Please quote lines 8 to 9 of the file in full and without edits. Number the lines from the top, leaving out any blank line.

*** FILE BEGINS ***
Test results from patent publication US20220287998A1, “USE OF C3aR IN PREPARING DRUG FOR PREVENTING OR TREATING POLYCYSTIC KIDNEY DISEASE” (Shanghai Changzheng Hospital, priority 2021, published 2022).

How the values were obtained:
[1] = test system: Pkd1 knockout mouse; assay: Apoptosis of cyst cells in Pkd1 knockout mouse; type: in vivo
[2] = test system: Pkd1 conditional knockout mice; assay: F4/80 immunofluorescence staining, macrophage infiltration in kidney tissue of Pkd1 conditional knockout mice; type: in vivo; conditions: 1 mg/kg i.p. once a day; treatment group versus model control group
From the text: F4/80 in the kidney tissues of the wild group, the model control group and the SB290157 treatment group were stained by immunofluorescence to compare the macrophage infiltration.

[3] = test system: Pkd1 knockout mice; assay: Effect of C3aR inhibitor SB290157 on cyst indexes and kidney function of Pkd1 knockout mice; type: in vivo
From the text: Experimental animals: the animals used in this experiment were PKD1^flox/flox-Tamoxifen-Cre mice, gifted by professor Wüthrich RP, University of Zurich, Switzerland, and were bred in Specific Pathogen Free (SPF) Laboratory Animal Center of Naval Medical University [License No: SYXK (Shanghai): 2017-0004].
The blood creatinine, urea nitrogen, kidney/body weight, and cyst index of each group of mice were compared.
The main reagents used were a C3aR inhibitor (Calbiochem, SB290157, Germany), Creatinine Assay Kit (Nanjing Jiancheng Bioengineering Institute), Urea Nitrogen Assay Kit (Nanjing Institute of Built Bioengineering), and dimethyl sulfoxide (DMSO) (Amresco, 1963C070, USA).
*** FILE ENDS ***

The blood creatinine, urea nitrogen, kidney/body weight, and cyst index of each group of mice were compared.
The main reagents used were a C3aR inhibitor (Calbiochem, SB290157, Germany), Creatinine Assay Kit (Nanjing Jiancheng Bioengineering Institute), Urea Nitrogen Assay Kit (Nanjing Institute of Built Bioengineering), and dimethyl sulfoxide (DMSO) (Amresco, 1963C070, USA).